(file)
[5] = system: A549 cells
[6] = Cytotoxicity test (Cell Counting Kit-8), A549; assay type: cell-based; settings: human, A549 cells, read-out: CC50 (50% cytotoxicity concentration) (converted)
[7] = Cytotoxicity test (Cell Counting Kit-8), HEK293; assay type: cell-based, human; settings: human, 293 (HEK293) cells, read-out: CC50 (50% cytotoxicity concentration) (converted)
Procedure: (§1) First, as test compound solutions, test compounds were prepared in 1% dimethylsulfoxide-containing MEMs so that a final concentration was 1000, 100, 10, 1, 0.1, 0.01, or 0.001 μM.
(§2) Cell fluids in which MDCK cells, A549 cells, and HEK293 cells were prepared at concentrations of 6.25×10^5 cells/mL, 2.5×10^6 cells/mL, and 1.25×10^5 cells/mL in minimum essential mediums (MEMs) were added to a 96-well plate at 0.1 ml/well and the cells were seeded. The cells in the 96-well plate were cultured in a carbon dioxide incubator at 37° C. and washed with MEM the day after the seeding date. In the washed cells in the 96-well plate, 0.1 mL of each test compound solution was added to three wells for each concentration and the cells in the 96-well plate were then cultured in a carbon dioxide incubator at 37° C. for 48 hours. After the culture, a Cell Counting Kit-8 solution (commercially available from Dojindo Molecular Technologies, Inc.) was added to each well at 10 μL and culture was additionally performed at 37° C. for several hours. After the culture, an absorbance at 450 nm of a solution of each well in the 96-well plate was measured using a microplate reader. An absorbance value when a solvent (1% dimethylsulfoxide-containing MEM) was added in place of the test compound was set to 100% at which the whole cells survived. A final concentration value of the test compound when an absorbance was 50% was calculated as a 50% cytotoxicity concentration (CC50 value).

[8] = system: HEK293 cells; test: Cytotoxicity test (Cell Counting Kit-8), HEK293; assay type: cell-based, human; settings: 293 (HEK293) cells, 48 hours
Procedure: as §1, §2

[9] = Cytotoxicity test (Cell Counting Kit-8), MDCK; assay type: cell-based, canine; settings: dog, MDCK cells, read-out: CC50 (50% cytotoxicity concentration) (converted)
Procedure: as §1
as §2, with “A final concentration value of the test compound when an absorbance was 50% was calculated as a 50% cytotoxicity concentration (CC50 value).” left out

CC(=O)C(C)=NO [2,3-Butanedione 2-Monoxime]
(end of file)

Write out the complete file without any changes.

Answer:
[5] = system: A549 cells
[6] = Cytotoxicity test (Cell Counting Kit-8), A549; assay type: cell-based; settings: human, A549 cells, read-out: CC50 (50% cytotoxicity concentration) (converted)
[7] = Cytotoxicity test (Cell Counting Kit-8), HEK293; assay type: cell-based, human; settings: human, 293 (HEK293) cells, read-out: CC50 (50% cytotoxicity concentration) (converted)
Procedure: (§1) First, as test compound solutions, test compounds were prepared in 1% dimethylsulfoxide-containing MEMs so that a final concentration was 1000, 100, 10, 1, 0.1, 0.01, or 0.001 μM.
(§2) Cell fluids in which MDCK cells, A549 cells, and HEK293 cells were prepared at concentrations of 6.25×10^5 cells/mL, 2.5×10^6 cells/mL, and 1.25×10^5 cells/mL in minimum essential mediums (MEMs) were added to a 96-well plate at 0.1 ml/well and the cells were seeded. The cells in the 96-well plate were cultured in a carbon dioxide incubator at 37° C. and washed with MEM the day after the seeding date. In the washed cells in the 96-well plate, 0.1 mL of each test compound solution was added to three wells for each concentration and the cells in the 96-well plate were then cultured in a carbon dioxide incubator at 37° C. for 48 hours. After the culture, a Cell Counting Kit-8 solution (commercially available from Dojindo Molecular Technologies, Inc.) was added to each well at 10 μL and culture was additionally performed at 37° C. for several hours. After the culture, an absorbance at 450 nm of a solution of each well in the 96-well plate was measured using a microplate reader. An absorbance value when a solvent (1% dimethylsulfoxide-containing MEM) was added in place of the test compound was set to 100% at which the whole cells survived. A final concentration value of the test compound when an absorbance was 50% was calculated as a 50% cytotoxicity concentration (CC50 value).

[8] = system: HEK293 cells; test: Cytotoxicity test (Cell Counting Kit-8), HEK293; assay type: cell-based, human; settings: 293 (HEK293) cells, 48 hours
Procedure: as §1, §2

[9] = Cytotoxicity test (Cell Counting Kit-8), MDCK; assay type: cell-based, canine; settings: dog, MDCK cells, read-out: CC50 (50% cytotoxicity concentration) (converted)
Procedure: as §1
as §2, with “A final concentration value of the test compound when an absorbance was 50% was calculated as a 50% cytotoxicity concentration (CC50 value).” left out

CC(=O)C(C)=NO [2,3-Butanedione 2-Monoxime]